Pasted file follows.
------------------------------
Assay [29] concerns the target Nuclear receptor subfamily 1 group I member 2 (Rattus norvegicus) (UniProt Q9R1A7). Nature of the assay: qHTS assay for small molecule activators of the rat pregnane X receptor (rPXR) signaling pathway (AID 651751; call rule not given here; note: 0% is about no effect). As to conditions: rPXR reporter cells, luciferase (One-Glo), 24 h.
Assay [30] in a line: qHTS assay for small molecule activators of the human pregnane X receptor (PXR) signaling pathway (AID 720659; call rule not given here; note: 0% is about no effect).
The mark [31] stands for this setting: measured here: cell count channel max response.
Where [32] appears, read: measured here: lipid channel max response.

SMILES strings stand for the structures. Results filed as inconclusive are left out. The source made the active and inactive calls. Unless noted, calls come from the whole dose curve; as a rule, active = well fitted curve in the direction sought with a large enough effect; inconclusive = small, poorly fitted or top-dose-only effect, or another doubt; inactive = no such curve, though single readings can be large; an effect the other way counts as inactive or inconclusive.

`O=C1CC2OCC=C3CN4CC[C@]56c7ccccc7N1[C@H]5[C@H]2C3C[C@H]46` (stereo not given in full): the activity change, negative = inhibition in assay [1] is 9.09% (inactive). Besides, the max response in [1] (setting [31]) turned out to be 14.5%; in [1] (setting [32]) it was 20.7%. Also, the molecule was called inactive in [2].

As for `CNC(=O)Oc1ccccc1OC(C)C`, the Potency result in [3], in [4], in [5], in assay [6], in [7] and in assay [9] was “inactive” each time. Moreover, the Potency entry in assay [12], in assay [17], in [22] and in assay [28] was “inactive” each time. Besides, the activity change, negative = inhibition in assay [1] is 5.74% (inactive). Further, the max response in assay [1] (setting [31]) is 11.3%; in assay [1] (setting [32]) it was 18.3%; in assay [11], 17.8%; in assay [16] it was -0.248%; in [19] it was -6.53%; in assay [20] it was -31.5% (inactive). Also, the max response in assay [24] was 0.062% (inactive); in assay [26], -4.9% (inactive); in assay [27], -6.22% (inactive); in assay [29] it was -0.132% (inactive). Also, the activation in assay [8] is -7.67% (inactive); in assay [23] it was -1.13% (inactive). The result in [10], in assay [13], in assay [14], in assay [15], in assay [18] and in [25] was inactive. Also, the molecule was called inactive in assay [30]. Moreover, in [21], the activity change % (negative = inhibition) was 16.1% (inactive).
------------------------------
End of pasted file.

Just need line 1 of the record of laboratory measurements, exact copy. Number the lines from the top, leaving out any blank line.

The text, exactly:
Assay [29] concerns the target Nuclear receptor subfamily 1 group I member 2 (Rattus norvegicus) (UniProt Q9R1A7). Nature of the assay: qHTS assay for small molecule activators of the rat pregnane X receptor (rPXR) signaling pathway (AID 651751; call rule not given here; note: 0% is about no effect). As to conditions: rPXR reporter cells, luciferase (One-Glo), 24 h.